Critics and audiences alike have been looking for an excuse to throw verbal tomatoes at M. Night Shyamalan‘s latest. While After Earth isn’t the train wreck many were anticipating, it has a predictable story that fails to hold your attention. 

The Players:

  • Director: M. Night Shyamalan
  • Writers: M. Night Shyamalan and Gary Whitta
  • Cast: Will Smith, Jaden Smith, Sophie Okonedo, Zoë Kravitz
  • Cinematography: Peter Suschitzky
  • Original Music By: James Newton Howard

Plot Synopsis:

A thousand years have passed since humans evacuated Earth and found a new home in Nova Prime. Cypher (Will Smith) is one of the most powerful warriors to ever fight the aliens that threatened humanity. He’s about to embark on his last trip before retirement when he decides to bring his son Kitai (Jaden Smith) along. During Cypher’s mission, the spaceship crashes on the greatly evolved and very dangerous Earth. It’s up to Kitai to alert others about their location on the planet or else they’ll die.

The Good:

  • The Environment: The story might not be much, but at least audiences have a gorgeous landscape to get lost in. It’s a cool combination of real locations and practical effects used for the new version of Earth. What’s even better is the sci-fi landscape they have in Nova Prime. It’s kind of creepy, as the pillars are in the shapes of bones and the textures look like skin. It’s all mixed in with the futuristic technology its inhabitants use. Production design is usually one of the strongest points of a science-fiction film, and it was beautifully done.
  • Twists, Be Gone: If you’ve seen one M. Night Shyamalan film, you’re aware of his infamous twists. But this time around, he did away with them and told a conventional story devoid of the screenwriting 101 device he so relies on.
  • Our Score: When the audience is being bogged down with lackluster effects, there’s James Newton Howard’s poignant score to keep them engaged. Maybe in the back of his mind, he knew the story would need rescuing. His music helped build it up making scenes a lot more magnificent than they really were.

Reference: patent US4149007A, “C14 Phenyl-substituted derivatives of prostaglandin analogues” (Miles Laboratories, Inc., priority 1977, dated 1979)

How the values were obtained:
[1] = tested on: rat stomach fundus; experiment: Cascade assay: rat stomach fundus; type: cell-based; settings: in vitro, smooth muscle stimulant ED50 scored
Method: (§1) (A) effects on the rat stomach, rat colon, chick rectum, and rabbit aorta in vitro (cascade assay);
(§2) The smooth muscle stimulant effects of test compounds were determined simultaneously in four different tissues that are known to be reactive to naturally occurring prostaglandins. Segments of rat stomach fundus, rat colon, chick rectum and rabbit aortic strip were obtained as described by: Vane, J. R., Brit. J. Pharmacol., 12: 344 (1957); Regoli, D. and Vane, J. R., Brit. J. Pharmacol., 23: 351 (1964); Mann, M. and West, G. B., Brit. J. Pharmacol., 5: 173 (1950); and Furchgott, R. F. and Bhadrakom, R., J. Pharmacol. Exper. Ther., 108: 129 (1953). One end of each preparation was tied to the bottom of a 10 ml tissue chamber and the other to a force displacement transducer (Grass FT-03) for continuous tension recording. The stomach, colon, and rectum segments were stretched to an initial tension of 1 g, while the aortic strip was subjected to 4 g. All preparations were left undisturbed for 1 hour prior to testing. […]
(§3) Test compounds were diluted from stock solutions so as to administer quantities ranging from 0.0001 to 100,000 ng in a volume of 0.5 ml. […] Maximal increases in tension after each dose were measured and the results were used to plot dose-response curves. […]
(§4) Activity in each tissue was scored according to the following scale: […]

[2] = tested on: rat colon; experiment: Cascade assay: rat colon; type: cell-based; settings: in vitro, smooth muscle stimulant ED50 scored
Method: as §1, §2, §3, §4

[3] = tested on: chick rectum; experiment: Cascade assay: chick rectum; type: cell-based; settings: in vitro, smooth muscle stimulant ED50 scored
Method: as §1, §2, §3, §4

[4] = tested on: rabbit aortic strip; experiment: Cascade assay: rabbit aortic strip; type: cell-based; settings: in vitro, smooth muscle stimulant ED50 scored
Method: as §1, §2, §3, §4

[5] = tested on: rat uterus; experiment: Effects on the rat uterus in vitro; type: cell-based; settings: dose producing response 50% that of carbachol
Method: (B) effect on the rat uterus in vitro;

The Decent:

  • Shyamalan: While Shyamalan doesn’t give us bold, inspirational filmmaking, he still delivers a fairly well-shot movie with his small but noticeable stamp on it. His style is simple and slightly effective. At times you’re wondering where he’s going with the camera or what he wants us to focus on. It gets a little confusing but for the most part you know where the movie’s headed.
  • The Predictable Story: There’s nothing more touching than a family story, unless it lacks any sort of originality. Emotional son is stuck talking to stoic father and fighting for survival while they rebuild their relationship. You know the son, in some way, shape or form, is going to prove his worth to his father. We understand that, we get it, but it’s been done so many times. It’s not really interesting, especially when you’re stuck with the son for most of the movie who isn’t the greatest actor. For a film that’s just over an hour and a half long, it feels much longer.

The Bad:

  • Jaden Smith: Apologies to Jaden Smith, but he’s a couple years shy of greatness. Right now he’s still learning how to broaden his acting scope onscreen. In some ways you could draw the comparison of his character’s struggles to his own abilities. Kitai almost has what it takes to become a ranger, but is forced to train another year before he’s deemed worthy. In this case, Jaden was pushed up the ranks and wasn’t fully prepared. We’re curious to see how he’ll improve over time, because at the moment, he’s a little rough around the edges.
  • CG Effects: The bad thing about CG is that even within a year you can see a big difference between effects done in 2012 compared to 2013. With After Earth, it felt like a step back to the days of the Star Wars prequels. It was uncomfortable, stiff and a little sloppy. Whoever gave the thumbs up to this CG made a big mistake. Thank goodness the film wasn’t shown in 3D. It would have been even more painful to watch.


After Earth is a sci-fi survival movie that fails to be anything other than mediocre. While in the theater, you’ll definitely feel the time passing.

Rating: 5/10

After Earth opens in theaters May 31.

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